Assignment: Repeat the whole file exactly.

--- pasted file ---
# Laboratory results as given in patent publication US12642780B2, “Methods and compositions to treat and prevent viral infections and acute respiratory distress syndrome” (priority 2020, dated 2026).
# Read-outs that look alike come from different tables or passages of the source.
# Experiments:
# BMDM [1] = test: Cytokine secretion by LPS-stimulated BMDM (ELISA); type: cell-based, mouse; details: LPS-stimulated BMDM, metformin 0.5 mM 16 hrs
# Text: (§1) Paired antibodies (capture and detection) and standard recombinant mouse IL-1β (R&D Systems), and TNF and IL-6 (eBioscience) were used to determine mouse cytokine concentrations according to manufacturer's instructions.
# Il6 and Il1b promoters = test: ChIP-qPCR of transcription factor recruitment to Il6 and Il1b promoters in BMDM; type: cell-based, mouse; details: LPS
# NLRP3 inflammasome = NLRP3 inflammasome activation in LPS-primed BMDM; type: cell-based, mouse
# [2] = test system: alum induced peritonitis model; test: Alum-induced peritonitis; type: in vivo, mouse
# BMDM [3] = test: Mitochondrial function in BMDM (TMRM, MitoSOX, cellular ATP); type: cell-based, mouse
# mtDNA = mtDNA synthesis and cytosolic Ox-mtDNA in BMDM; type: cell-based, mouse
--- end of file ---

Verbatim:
# Laboratory results as given in patent publication US12642780B2, “Methods and compositions to treat and prevent viral infections and acute respiratory distress syndrome” (priority 2020, dated 2026).
# Read-outs that look alike come from different tables or passages of the source.
# Experiments:
# BMDM [1] = test: Cytokine secretion by LPS-stimulated BMDM (ELISA); type: cell-based, mouse; details: LPS-stimulated BMDM, metformin 0.5 mM 16 hrs
# Text: (§1) Paired antibodies (capture and detection) and standard recombinant mouse IL-1β (R&D Systems), and TNF and IL-6 (eBioscience) were used to determine mouse cytokine concentrations according to manufacturer's instructions.
# Il6 and Il1b promoters = test: ChIP-qPCR of transcription factor recruitment to Il6 and Il1b promoters in BMDM; type: cell-based, mouse; details: LPS
# NLRP3 inflammasome = NLRP3 inflammasome activation in LPS-primed BMDM; type: cell-based, mouse
# [2] = test system: alum induced peritonitis model; test: Alum-induced peritonitis; type: in vivo, mouse
# BMDM [3] = test: Mitochondrial function in BMDM (TMRM, MitoSOX, cellular ATP); type: cell-based, mouse
# mtDNA = mtDNA synthesis and cytosolic Ox-mtDNA in BMDM; type: cell-based, mouse